SAN DIEGO (KGTV) — With California now reopened some employees are returning to the office. So the days of empty desks and buildings could be over — right?
It's hard to believe that in March of 2020 so many people just got sent home to work. Office spaces went from packed to barren. That was supposed to be temporary.
"I don't think anyone had the expectations that it would be such a prolonged event," said Tim Olson, a senior managing director at JLL and the San Diego market lead. JLL is one of the largest commercial real estate companies in the world.
"I think by and large the office is not dead I think through COVID we've heard are people ever going to go back to work, right and I think the answer is yes," added Olson.
According to their research in the San Diego area, with the economy reopening, tenant demand and rents show signs of recovery. New development and biotech conversions pushed average asking rents to new levels. And employees returning to the workplace has correlated with an increase in leasing activity and a decline in sublease space.
California is still a place to do business and in person. But that's not all buildings.
Right now, California lawmakers are looking at ways to take empty commercial space and use it to help close the state's housing gap. One idea would allow building new multi-family housing on already zoned developed commercial properties.
"Potentially, in an instance where it's an antiquated office building that can be converted to a condo, that would be a unique outcome. I think more so it would be the land beneath that commercial property where there's a re-entitlement or an upzone," Olson said.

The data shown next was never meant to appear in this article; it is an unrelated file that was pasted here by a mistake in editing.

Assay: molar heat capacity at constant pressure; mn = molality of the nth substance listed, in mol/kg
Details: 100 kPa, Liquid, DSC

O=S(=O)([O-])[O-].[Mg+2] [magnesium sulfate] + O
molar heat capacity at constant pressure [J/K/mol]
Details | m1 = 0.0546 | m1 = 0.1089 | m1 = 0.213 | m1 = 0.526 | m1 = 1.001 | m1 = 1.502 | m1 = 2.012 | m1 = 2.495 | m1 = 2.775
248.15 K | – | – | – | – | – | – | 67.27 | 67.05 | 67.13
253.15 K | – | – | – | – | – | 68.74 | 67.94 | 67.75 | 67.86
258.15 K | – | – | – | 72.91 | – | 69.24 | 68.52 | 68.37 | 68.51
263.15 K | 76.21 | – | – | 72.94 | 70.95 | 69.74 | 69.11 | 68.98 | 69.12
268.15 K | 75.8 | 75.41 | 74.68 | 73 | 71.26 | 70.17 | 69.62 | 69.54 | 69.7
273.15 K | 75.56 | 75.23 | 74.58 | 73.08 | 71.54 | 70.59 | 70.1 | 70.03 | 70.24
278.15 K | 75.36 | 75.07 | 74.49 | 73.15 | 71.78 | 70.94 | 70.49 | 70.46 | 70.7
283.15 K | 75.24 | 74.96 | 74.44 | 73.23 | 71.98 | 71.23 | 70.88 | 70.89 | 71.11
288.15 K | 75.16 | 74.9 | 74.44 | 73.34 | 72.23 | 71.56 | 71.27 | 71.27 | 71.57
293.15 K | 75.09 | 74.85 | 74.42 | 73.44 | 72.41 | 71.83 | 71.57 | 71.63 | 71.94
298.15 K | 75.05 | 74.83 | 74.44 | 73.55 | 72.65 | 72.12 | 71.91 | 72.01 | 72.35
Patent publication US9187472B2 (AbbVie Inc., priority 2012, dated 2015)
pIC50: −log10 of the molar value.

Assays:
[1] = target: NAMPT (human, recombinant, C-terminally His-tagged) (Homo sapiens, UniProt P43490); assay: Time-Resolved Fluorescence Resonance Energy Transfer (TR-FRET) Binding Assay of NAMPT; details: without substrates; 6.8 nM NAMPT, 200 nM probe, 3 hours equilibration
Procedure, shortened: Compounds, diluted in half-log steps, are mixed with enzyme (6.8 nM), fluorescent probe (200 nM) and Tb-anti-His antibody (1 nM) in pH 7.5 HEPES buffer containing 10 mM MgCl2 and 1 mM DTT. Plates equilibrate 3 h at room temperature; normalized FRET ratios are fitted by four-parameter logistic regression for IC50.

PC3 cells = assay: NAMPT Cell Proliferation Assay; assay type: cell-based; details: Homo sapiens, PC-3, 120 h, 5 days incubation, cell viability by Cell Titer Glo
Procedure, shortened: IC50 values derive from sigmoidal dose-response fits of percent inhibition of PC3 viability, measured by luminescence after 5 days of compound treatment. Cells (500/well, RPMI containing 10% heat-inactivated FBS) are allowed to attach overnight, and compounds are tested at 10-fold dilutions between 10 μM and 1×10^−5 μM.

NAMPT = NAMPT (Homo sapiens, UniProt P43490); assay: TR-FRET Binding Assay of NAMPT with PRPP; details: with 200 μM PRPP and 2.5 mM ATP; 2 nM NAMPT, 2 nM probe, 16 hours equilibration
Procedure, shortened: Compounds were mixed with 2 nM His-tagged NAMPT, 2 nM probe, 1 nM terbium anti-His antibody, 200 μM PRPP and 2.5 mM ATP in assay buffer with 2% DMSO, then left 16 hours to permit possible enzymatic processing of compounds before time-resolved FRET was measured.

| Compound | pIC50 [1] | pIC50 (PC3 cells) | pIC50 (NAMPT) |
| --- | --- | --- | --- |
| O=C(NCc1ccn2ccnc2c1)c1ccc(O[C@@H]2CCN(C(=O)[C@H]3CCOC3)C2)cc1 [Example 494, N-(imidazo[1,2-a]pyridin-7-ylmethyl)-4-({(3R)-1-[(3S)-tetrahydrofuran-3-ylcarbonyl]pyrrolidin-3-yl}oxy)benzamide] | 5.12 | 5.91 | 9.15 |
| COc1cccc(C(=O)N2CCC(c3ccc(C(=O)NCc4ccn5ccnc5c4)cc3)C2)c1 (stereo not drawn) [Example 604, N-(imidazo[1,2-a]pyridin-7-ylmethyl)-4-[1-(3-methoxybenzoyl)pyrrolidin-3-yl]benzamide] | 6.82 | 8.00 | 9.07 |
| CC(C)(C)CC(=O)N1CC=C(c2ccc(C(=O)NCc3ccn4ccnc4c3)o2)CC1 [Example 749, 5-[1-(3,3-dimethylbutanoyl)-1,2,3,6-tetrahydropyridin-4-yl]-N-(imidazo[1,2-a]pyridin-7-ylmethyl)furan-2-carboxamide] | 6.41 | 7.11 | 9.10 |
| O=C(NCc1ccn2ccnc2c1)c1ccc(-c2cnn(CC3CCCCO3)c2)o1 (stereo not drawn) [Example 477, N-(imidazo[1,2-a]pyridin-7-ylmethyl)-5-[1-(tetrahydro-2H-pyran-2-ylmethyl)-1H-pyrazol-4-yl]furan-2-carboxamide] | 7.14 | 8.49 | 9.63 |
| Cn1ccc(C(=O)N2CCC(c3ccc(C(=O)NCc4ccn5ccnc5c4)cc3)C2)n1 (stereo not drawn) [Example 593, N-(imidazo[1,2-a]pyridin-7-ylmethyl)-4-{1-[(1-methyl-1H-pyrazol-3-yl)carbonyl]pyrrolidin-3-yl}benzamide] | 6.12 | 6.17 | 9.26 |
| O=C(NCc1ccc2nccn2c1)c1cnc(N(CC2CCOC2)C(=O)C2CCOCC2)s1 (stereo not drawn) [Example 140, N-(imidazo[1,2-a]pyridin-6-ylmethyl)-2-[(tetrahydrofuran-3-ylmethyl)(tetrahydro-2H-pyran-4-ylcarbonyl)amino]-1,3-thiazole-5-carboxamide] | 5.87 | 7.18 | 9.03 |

The idea isn't too farfetched. ABC 10News' sister station in Tucson spoke with a commercial real estate company that had this take: "I have a client that's looking into the idea of converting a vacant office property, it's a significant property over 100,000 square feet, a large campus environment. So they are looking at how that could convert and trying to make the numbers work."
For now, that would be the exception, not the rule.
Does the state need to figure something out? Yes. With many companies moving from home to hybrid to reentry, the data show the days of empty spaces may be numbered.
"I think the commercial market will remain what it is. We have time to recover from covid - certain markets are faring better than others but in large part, we'll see a return to demand for office," Olson said.
JLL's information shows not every place is the same. While Los Angeles is seeing growth in the commercial real estate market San Francisco isn't. San Francisco’s office vacancy is now over 20%, the highest in the Bay Area and the highest it has been since 2003 after the "dot com" bust.